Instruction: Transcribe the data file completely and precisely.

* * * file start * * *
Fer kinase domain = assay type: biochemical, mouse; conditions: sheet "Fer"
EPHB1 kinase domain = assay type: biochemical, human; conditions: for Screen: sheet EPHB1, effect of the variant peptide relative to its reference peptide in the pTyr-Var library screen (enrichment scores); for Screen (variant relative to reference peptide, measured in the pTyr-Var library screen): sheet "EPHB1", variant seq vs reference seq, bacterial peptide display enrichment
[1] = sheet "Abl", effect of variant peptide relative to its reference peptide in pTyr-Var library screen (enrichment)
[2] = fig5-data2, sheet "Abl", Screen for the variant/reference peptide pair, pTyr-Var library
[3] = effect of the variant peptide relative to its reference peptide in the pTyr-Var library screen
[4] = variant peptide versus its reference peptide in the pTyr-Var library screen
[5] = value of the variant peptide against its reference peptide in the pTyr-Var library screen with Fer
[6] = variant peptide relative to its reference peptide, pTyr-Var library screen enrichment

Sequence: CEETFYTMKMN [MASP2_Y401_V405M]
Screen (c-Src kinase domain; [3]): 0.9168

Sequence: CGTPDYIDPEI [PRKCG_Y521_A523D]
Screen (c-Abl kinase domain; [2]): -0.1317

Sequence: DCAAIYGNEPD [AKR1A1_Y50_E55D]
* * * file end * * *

Fer kinase domain = assay type: biochemical, mouse; conditions: sheet "Fer"
EPHB1 kinase domain = assay type: biochemical, human; conditions: for Screen: sheet EPHB1, effect of the variant peptide relative to its reference peptide in the pTyr-Var library screen (enrichment scores); for Screen (variant relative to reference peptide, measured in the pTyr-Var library screen): sheet "EPHB1", variant seq vs reference seq, bacterial peptide display enrichment
[1] = sheet "Abl", effect of variant peptide relative to its reference peptide in pTyr-Var library screen (enrichment)
[2] = fig5-data2, sheet "Abl", Screen for the variant/reference peptide pair, pTyr-Var library
[3] = effect of the variant peptide relative to its reference peptide in the pTyr-Var library screen
[4] = variant peptide versus its reference peptide in the pTyr-Var library screen
[5] = value of the variant peptide against its reference peptide in the pTyr-Var library screen with Fer
[6] = variant peptide relative to its reference peptide, pTyr-Var library screen enrichment

Sequence: CEETFYTMKMN [MASP2_Y401_V405M]
Screen (c-Src kinase domain; [3]): 0.9168

Sequence: CGTPDYIDPEI [PRKCG_Y521_A523D]
Screen (c-Abl kinase domain; [2]): -0.1317

Sequence: DCAAIYGNEPD [AKR1A1_Y50_E55D]